2 Days in Paris

Director: Julie Delpy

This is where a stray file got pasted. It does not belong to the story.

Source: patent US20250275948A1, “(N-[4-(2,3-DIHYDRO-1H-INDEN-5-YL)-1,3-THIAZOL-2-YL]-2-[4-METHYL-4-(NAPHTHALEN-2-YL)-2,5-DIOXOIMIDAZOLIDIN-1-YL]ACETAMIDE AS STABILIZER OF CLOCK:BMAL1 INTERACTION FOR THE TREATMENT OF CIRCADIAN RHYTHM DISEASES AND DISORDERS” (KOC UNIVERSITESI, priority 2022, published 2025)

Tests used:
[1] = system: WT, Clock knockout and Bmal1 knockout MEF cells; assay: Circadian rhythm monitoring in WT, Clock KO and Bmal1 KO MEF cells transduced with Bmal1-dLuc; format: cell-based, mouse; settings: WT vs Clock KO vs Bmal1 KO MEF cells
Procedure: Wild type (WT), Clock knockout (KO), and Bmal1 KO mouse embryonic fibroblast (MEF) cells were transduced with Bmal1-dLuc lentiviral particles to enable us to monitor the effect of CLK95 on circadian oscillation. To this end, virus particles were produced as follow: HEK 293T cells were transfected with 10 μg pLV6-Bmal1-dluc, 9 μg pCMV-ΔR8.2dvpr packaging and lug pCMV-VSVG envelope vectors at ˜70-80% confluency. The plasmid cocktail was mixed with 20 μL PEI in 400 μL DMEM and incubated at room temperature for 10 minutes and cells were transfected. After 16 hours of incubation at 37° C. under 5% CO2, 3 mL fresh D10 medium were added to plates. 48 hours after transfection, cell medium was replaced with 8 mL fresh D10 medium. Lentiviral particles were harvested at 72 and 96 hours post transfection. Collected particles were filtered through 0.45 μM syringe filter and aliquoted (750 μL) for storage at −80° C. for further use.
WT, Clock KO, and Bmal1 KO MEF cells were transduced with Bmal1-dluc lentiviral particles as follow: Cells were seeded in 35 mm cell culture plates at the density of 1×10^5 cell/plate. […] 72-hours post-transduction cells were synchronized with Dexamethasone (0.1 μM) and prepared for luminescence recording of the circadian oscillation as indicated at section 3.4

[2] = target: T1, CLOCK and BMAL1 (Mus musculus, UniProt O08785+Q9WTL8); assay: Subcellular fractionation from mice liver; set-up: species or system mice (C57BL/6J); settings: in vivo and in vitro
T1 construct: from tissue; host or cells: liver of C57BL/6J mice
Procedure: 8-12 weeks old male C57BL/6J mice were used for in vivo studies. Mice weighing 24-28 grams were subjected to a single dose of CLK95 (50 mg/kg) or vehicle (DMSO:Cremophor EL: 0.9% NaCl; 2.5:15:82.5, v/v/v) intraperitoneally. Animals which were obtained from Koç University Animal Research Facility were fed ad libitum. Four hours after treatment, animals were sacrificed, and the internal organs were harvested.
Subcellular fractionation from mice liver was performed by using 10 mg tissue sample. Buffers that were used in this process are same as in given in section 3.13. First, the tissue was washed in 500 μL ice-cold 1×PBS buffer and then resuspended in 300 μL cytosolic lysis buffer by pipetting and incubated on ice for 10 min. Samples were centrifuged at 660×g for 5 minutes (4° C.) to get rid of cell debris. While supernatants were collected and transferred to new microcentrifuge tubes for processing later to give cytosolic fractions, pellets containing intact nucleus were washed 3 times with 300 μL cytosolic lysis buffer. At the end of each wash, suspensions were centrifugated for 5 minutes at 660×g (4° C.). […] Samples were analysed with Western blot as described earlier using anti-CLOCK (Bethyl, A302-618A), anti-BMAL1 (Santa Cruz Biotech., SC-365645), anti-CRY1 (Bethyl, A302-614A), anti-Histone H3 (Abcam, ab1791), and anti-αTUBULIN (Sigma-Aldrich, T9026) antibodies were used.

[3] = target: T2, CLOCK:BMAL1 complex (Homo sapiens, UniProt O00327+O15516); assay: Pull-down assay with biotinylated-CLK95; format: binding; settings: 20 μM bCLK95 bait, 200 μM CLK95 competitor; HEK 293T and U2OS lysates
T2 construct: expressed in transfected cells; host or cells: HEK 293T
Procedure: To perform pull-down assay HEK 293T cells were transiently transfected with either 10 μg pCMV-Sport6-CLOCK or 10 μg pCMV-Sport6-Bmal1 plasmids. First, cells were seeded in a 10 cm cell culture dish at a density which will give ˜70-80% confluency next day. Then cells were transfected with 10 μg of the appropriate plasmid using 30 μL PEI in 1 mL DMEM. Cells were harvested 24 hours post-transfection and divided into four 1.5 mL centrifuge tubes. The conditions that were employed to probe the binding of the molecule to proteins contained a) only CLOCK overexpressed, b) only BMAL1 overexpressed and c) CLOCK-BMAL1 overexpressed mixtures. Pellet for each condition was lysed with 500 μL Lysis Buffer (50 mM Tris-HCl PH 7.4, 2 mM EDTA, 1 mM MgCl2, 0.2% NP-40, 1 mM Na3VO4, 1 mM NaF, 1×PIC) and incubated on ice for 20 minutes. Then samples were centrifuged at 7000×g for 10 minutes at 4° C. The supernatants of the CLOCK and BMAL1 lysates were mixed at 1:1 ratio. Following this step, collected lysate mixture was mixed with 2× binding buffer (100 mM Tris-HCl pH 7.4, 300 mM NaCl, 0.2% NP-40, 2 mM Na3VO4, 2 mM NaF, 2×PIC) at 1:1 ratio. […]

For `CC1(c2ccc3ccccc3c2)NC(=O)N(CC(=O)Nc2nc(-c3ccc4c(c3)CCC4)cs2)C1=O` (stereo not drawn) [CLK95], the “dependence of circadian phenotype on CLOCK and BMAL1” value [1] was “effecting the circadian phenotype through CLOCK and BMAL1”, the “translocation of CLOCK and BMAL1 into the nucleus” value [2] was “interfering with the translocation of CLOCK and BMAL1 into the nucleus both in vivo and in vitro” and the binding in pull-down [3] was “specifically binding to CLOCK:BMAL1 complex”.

Try as we might, sometimes there’s no getting around the “it’s not you, it’s me” diplomatic paradigm in breaking up with a lover. However, in writer/director Julie Delpy’s unflinching look at thirty-somethings who try to revive their two year relationship with a trip to Europe, it’s both of them and audiences cringe throughout in recognition that not only should they not be together, we can’t imagine just who the unlikable, narcissistic characters would actually be right for. At first, we’re instinctively on Delpy’s side—she is after all Julie Delpy, the sophisticated beauty who enchanted the world with her roles in Richard Linklater’s Before Sunrise and Before Sunset and proved to be a cool femme fatale in Kieslowski’s White—and in 2 Days in Paris, she seems to be playing a very thinly disguised version of herself. Like Delpy, our main character Marion has weak eyesight and she also had been in a relationship with our leading man, Adam Goldberg, and even went as far to shoot some scenes in her family home casting her own parents along with her cat. The humorous character actor Goldberg is in full Woody Allen mode, hypochondriacally suffering from a new ailment every other minute after admittedly coming down with very real food poisoning in Italy but his foul mood quickly transforms the city of love to the city of dissatisfaction when they land in Paris and he begins numerous arguments. Playing an interior designer named Jack, Goldberg is a tattooed bohemian prima donna who complains about dial up internet, numerous conditions inside Delpy’s tiny Parisian apartment and spends all of the time he's outdoors wanting to keep his travels at arm’s length by photographing the entirety of the trip, despite the fact that Europe is fully documented and his girlfriend Marion is a professional photographer. Soon after they meet up with her blunt parents, Marion and Jack bump into several ex-lovers of Marion’s with Jack’s mind running overtime in trying to translate subtle glances and conversations with thoughts of infidelity dancing through his head. Quickly, the scenes of his discomfort soon become the only thing with which we can identify as the film goes on and becomes increasingly unlikable, irritating (so many characters appear out of nowhere just to argue, shock or crudely discuss sex in ways that would freak out Kevin Smith) and bizarre. He plays his odd man out status well and pretty soon it’s Marion whom we’re blaming for the situation because most of us watching (at least in the theatre I saw it in) are Americans experiencing a decidedly unromantic version of Paris in a strange cross between Scorsese’s After Hours and Allen's Deconstructing Harry. I really wanted to admire the film, having looked forward to it not only because it seemed like a delightful yet painfully real look at relationships that may actually be authentic (it’s far from it) but also because Delpy not only wrote and directed in the film but also starred in, co-produced, and worked on the soundtrack but it may in fact be too much of a singular vision. You know things are not going well when we meet up with characters that Jack had cruelly sent in the wrong direction because they were Da Vinci Code reading Bush voters later into the film and they reappear to be spray painted and most likely attacked by vandals, yet we can’t help thinking that, despite their opposite politics and attitudes, if we had followed those characters we may have had much more fun than trailing around Jack and Marion.